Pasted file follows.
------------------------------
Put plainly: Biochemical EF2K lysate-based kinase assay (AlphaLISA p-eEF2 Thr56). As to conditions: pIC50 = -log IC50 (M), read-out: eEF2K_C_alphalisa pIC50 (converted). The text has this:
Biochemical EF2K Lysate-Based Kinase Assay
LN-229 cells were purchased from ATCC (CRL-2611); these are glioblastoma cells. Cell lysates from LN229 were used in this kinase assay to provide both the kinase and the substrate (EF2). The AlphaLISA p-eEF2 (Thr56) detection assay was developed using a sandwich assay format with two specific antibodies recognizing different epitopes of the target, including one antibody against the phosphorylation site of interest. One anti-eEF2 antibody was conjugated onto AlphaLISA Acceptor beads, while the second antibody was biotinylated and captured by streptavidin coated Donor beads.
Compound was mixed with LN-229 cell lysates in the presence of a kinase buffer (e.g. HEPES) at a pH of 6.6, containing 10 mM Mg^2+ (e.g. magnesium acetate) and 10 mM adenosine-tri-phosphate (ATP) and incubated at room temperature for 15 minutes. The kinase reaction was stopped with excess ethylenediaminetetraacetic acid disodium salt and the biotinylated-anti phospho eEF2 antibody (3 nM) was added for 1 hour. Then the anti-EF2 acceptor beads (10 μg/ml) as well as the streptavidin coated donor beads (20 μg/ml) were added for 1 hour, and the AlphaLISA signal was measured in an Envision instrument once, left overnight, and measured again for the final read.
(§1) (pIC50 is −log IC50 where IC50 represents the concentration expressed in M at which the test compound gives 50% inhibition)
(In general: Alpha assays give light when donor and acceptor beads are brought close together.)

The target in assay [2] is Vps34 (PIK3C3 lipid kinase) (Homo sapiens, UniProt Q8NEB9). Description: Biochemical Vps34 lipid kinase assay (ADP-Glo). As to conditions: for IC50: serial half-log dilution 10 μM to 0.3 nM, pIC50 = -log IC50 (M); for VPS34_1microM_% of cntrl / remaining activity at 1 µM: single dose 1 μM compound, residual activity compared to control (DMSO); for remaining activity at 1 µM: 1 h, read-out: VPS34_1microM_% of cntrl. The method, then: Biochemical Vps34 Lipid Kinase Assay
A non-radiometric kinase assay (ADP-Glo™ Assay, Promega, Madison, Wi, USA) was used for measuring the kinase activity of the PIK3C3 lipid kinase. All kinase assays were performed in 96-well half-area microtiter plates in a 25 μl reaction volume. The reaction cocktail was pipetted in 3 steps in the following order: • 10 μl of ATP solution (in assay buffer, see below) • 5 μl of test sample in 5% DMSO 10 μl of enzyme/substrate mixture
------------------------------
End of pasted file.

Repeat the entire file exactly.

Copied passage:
Put plainly: Biochemical EF2K lysate-based kinase assay (AlphaLISA p-eEF2 Thr56). As to conditions: pIC50 = -log IC50 (M), read-out: eEF2K_C_alphalisa pIC50 (converted). The text has this:
Biochemical EF2K Lysate-Based Kinase Assay
LN-229 cells were purchased from ATCC (CRL-2611); these are glioblastoma cells. Cell lysates from LN229 were used in this kinase assay to provide both the kinase and the substrate (EF2). The AlphaLISA p-eEF2 (Thr56) detection assay was developed using a sandwich assay format with two specific antibodies recognizing different epitopes of the target, including one antibody against the phosphorylation site of interest. One anti-eEF2 antibody was conjugated onto AlphaLISA Acceptor beads, while the second antibody was biotinylated and captured by streptavidin coated Donor beads.
Compound was mixed with LN-229 cell lysates in the presence of a kinase buffer (e.g. HEPES) at a pH of 6.6, containing 10 mM Mg^2+ (e.g. magnesium acetate) and 10 mM adenosine-tri-phosphate (ATP) and incubated at room temperature for 15 minutes. The kinase reaction was stopped with excess ethylenediaminetetraacetic acid disodium salt and the biotinylated-anti phospho eEF2 antibody (3 nM) was added for 1 hour. Then the anti-EF2 acceptor beads (10 μg/ml) as well as the streptavidin coated donor beads (20 μg/ml) were added for 1 hour, and the AlphaLISA signal was measured in an Envision instrument once, left overnight, and measured again for the final read.
(§1) (pIC50 is −log IC50 where IC50 represents the concentration expressed in M at which the test compound gives 50% inhibition)
(In general: Alpha assays give light when donor and acceptor beads are brought close together.)

The target in assay [2] is Vps34 (PIK3C3 lipid kinase) (Homo sapiens, UniProt Q8NEB9). Description: Biochemical Vps34 lipid kinase assay (ADP-Glo). As to conditions: for IC50: serial half-log dilution 10 μM to 0.3 nM, pIC50 = -log IC50 (M); for VPS34_1microM_% of cntrl / remaining activity at 1 µM: single dose 1 μM compound, residual activity compared to control (DMSO); for remaining activity at 1 µM: 1 h, read-out: VPS34_1microM_% of cntrl. The method, then: Biochemical Vps34 Lipid Kinase Assay
A non-radiometric kinase assay (ADP-Glo™ Assay, Promega, Madison, Wi, USA) was used for measuring the kinase activity of the PIK3C3 lipid kinase. All kinase assays were performed in 96-well half-area microtiter plates in a 25 μl reaction volume. The reaction cocktail was pipetted in 3 steps in the following order: • 10 μl of ATP solution (in assay buffer, see below) • 5 μl of test sample in 5% DMSO 10 μl of enzyme/substrate mixture